In the United States, more than 50 million people have food allergies and
annually it costs the country approximately $18 billion. Nut allergies,
mainly peanut allergies, have been at the forefront of children’s
health issues for decades, due to the extreme sensitivity that children
have to these allergies. It is estimated that between 6 and 8% of children
under the age of four have some form of food allergy. Though there are
varying reactions that a child may have to a peanut, sometimes the reactions
are so extreme that they could lead to
anaphylaxis or even death. The seriousness of the reactions have many parents worried
for the safety of their allergy-prone children in places where the parent
cannot control the environment, such as at school.
Food Allergies and School Politics
Over the last 10 years, scientists and researchers have learned a lot about
the development of allergies in children and an effective way to remove
the danger in common spaces like schools.
School policies have gone into effect that would protect students who have serious reactions
even to the slightest contact to the allergen. However, there are issues
regarding how to balance one child’s allergy with the freedom of
families within the school wanting to consume peanuts or peanut-derivatives.
For example, for many families,
peanut butter may be the most affordable and easiest lunch food option to make sure a
child is receiving enough protein, along with other key nutrients.
Not only is it difficult to control the actions of others in a school environment
for the sake of one child’s allergy, the development of food allergy
policies for schools is limited at best, with training of teachers and
administrators for the tell-tale signs of a food allergy leading to possible
liability issues on behalf of the school.
Maryland’s Policy on Food Allergies in Schools
Maryland, according to a study conducted by the
Asthma and Allergy Foundation of America, met 17 of the 23 policy standards, establishing Mit as one of the states
most concerned about implementing food allergy policies in schools. Additionally,
Maryland passed a
Senate Bill back in 2012 that provided public schools within a certain jurisdiction the ability
to administer auto-injectable epinephrine to any student suffering from
anaphylaxis regardless of whether it has been established by a medical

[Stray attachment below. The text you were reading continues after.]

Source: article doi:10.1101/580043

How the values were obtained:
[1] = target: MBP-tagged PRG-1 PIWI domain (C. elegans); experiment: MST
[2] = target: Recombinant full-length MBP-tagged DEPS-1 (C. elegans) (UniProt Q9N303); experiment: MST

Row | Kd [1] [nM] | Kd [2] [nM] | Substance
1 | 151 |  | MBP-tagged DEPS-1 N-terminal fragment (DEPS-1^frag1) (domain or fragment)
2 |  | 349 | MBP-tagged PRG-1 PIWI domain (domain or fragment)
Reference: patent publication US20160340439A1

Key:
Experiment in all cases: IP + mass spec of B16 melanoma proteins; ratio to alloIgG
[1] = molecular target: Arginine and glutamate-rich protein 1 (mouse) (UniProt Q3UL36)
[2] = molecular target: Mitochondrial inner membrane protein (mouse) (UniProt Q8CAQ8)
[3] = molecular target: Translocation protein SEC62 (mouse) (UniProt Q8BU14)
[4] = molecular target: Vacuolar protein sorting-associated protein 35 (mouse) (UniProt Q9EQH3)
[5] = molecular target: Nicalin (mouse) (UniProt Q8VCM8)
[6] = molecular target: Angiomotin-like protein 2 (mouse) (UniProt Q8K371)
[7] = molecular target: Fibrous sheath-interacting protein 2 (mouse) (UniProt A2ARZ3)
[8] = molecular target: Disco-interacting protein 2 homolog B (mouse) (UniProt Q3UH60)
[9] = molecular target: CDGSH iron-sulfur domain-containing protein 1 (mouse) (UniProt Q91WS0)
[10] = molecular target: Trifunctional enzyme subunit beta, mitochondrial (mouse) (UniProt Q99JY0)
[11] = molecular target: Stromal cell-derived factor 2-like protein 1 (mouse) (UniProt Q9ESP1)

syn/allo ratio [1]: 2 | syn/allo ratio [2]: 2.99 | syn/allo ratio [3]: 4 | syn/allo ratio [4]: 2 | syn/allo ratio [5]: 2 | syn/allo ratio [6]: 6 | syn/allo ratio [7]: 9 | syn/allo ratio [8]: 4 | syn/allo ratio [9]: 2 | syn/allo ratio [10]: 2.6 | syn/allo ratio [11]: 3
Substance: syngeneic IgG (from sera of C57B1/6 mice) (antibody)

professional that the student is having an allergic reaction that is causing
anaphylaxis or the student has a prescription for the epinephrine. This
has the potential to save lives, but may also open up the school to liability
for issues that can arise resulting from injecting epinephrine into a
child who is misdiagnosed.
The Peanut Skin Patch: A Possible Alternative?
With all of the changes happening in the school environment, scientists
and researchers are looking for ways to make more young children who have
serious allergies to peanuts safer. According to a study put out in the
Journal of Allergy and Clinical Immunology, a skin patch has been invented that may help sufferers to build up a
tolerance to nuts. The skin patch does this by releasing
peanut proteins into the skin of the wearer, raising the peanut threshold and tolerance cellularly. The skin patch
was shown to be most effective for children between the ages of 4 to 11,
but less effective in older patients. However, the skin patch is not 100%
effective and there is still the danger that the patch can cause mild
to serious reactions depending on the person. Roughly 80% of the children
who wore in the patch in the clinical study had some reaction, such as
a rash, to the area of skin where the patch was adhered.
Charles County, MD Personal Injury Lawyers that Fight for You
If your child was injured as a result of negligent exposure to peanuts
or any other food allergy at school, it is important to consult with an
experienced personal injury attorney. Please call the
Law Office of Robert R. Castro at (301) 804-2312 for a confidential consultation.